So, it knows that Justice Kavanaugh is a much more polarizing figure than Judge Kavanaugh was one month ago; it knows who’s streaking toward a World Series, not just who made the playoffs; it knows the difference between Tyrion Lannister and the actor who plays him, Peter Dinklage.
It then applies that insight to a range of products that engage viewers more deeply, including auto-generated previews, precision video recommendations, personalized user experiences, and targeted marketing messaging.
The self-learning Vilynx brain then accelerates the production process while reducing costs and freeing humans up for real value-adding contributions via extensive metatagging, database search, translation, and closed captioning.
How will machine learning prove valuable for the media industry?
The average video clip on a media website is tagged by hand with fewer than five fields of data. The Vilynx brain provides more than 50 fields, using facial recognition, natural language processing, object identification and text analysis.
It’s crucial for content creators to understand their audience. Right now, editorial teams get lists of video/article headlines that do well on a daily/weekly basis—nothing more. This is superficial and there’s not a whole lot of insight you can take away from this.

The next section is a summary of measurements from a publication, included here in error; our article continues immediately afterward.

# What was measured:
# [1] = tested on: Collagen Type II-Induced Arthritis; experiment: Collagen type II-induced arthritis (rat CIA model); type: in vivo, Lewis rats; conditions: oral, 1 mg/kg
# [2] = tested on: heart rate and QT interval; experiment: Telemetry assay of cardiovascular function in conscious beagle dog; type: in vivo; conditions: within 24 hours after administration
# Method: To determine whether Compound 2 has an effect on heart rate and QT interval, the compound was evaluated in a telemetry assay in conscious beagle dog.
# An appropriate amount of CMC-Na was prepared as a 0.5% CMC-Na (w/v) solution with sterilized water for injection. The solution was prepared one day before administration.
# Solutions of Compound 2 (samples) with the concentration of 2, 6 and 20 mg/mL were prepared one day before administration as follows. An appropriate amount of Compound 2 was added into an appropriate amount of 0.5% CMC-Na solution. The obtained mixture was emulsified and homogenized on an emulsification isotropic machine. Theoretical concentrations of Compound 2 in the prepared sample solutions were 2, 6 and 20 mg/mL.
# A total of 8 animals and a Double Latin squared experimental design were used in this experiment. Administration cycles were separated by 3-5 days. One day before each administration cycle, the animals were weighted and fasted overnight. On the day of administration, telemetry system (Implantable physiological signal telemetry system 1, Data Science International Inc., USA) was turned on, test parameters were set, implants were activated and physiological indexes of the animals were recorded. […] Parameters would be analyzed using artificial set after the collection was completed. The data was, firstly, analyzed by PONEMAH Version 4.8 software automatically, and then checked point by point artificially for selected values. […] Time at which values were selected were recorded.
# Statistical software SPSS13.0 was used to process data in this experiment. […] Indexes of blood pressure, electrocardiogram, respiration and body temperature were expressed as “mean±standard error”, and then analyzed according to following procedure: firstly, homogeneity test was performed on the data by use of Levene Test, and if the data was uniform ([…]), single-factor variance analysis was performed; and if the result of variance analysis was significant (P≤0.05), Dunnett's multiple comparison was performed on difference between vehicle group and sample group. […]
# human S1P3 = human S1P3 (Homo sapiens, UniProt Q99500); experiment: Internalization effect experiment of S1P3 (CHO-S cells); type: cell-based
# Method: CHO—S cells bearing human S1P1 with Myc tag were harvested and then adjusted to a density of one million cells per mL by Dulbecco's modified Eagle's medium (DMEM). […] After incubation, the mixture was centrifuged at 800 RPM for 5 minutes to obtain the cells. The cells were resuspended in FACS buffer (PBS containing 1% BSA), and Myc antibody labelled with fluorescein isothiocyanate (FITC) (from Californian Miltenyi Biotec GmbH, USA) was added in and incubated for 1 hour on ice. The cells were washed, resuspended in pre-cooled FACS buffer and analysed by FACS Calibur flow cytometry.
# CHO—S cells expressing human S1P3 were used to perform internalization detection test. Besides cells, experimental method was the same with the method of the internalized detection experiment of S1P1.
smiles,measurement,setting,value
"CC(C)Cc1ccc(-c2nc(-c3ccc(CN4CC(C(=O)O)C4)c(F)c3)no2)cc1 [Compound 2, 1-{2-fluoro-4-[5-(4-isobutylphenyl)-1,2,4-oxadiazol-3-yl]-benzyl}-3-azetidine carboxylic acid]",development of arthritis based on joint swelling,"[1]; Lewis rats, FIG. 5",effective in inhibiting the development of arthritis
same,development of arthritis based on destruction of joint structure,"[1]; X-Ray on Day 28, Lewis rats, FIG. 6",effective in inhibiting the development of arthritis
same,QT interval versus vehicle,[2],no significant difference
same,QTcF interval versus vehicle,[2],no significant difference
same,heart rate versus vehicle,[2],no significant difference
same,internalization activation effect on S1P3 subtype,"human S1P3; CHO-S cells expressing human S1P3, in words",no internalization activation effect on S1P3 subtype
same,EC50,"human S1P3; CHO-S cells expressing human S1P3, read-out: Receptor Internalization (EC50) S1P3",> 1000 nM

Machine learning, and, in our case, a dynamic knowledge graph, allow you to really understand what each piece of content is about with metadata. Combine that with engagement metrics to figure out what is really resonating with your audience—with clarity and detail. That is something that’s never been possible and available to content creators.
Talk about your company’s partnership with NBC and MSNBC.
The first step for these properties was to leverage Vilynx’s content recommendations across all video pages, and then across all articles. Editors had been manually adding related content for every story published. The fact that this is now automated gives considerable time back to the editors. We are helping them personalize every point of contact with users.
How will personalization in AI alter content consumption and monetization?
We are moving to a more surgically-precise world in which advertisers aren’t buying eyeballs en masse. They’re buying individuals and paying a premium for the attention of exactly who they want.